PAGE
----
The nature of the prescriptions may be specific to the industry, but at the core of the philosophical exertions of these economists is the felt need to rethink and to reimagine the role of government. Government capacity, as the experts make abundantly clear, is limited. “We need to target it better while trying to enhance it. Stability in government policy is important so that our farmers and firms can plan better, and markets can play a more effective role,” the Afterword says, by way of encapsulation of the varied ideas.
Privatisation, no panacea
What’s refreshing about the specific policy prescriptions is that they avoid, for the most part, shibboleths associated with schools of economic philosophy. Writing about the problems in, and the possibilities of, the banking sector, Rajan points to the fact that while public sector banks undoubtedly have been weighed down disproportionately by the non-performing loans (NPAs) crisis, similar “difficulties in even some private banks suggest that ‘simple’ solutions like privatizing all public sector banks may be no panacea.” Instead, he reasons, there is a case for experimenting by privatising one or two mid-sized PSU banks, reducing the government stake below 50 per cent for a couple of others, while working on governance reforms for the rest. “Rather than continuing a never-ending theoretical debate, we will then actually have some evidence to go on,” writes Rajan.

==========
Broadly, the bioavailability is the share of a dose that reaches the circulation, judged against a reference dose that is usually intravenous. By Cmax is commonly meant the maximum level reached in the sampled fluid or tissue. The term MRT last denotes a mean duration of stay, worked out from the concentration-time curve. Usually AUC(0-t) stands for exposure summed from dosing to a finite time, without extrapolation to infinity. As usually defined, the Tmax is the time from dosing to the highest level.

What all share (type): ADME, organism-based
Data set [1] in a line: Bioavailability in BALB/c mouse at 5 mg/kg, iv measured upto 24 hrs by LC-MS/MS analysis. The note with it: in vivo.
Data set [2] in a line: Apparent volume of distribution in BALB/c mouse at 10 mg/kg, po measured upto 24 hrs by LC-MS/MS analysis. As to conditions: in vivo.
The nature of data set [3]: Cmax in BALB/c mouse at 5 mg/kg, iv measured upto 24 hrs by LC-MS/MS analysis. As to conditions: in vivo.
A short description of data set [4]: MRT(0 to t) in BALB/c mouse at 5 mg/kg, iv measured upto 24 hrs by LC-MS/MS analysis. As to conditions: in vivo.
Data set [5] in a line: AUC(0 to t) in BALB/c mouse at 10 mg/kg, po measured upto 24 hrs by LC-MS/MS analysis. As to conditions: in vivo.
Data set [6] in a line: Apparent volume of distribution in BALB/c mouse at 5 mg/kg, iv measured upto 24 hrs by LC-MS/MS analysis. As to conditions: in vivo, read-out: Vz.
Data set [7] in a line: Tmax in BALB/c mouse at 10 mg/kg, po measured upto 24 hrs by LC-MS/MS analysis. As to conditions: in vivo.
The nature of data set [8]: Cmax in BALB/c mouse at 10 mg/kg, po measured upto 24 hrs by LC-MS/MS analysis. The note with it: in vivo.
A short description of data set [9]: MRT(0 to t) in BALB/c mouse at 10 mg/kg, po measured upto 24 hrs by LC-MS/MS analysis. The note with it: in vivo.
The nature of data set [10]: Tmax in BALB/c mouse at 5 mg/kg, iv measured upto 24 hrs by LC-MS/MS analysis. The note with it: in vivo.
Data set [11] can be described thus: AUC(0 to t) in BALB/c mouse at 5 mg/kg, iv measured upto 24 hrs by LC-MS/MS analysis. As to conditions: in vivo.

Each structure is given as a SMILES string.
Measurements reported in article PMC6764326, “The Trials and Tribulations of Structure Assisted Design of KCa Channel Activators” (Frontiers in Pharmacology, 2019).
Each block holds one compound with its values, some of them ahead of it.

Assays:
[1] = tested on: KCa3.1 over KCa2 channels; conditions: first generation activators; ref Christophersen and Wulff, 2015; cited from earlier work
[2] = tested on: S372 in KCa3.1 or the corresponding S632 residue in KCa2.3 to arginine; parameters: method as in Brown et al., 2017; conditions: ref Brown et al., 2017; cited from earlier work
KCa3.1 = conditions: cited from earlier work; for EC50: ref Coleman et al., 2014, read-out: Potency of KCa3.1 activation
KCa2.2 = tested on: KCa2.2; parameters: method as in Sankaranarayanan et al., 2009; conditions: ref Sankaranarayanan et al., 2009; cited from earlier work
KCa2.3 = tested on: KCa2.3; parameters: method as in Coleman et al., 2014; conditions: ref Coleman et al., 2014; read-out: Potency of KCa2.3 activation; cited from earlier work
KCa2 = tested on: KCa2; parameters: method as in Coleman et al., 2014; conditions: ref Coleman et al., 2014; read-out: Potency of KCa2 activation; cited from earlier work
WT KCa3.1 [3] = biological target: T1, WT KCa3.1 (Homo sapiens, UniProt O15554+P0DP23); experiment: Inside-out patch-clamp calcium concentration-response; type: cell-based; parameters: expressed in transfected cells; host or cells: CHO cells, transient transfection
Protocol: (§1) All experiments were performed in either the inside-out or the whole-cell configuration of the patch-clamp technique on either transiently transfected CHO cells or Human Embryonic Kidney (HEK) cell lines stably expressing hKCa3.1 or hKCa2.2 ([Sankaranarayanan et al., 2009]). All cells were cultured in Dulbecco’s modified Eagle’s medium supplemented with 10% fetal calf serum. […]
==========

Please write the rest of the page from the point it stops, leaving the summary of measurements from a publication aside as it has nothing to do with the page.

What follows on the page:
Banking reforms, he observes, should tackle four broad areas: reviving stalled projects after restructuring debt; improving governance and management at PSU banks; de-risking banking by encouraging risk transfers to non-banks and the market; and reducing the number and weight of government mandates for banks, particularly PSU banks.
In his estimation, although the Insolvency and Bankruptcy Code has much to commend, the process of cleaning up bad loans cannot be left entirely to the National Company Law Tribunal, for the simple reason that it will be overwhelmed if every stressed firm or project is referred to it. Instead, he reasons, we need a functional out-of-court restructuring process, so that the vast majority of cases are restructured out of bankruptcy — with the NCLT acting as a court of last resort if no agreement is possible.
One of the more common-sense suggestions from Rajan — which, however, will likely not gain enough traction, for obvious reasons — is that all political parties should agree that loan waivers to farmers should be avoided in the national interest. Instead, writes Neelkanth Mishra, Indian Economist for Credit Suisse, what the government should focus on to ease the agrarian distress is to open up markets for farmers, break up cartels, middlemen, and monopolies at local wholesale markets, and prioritise agri exports.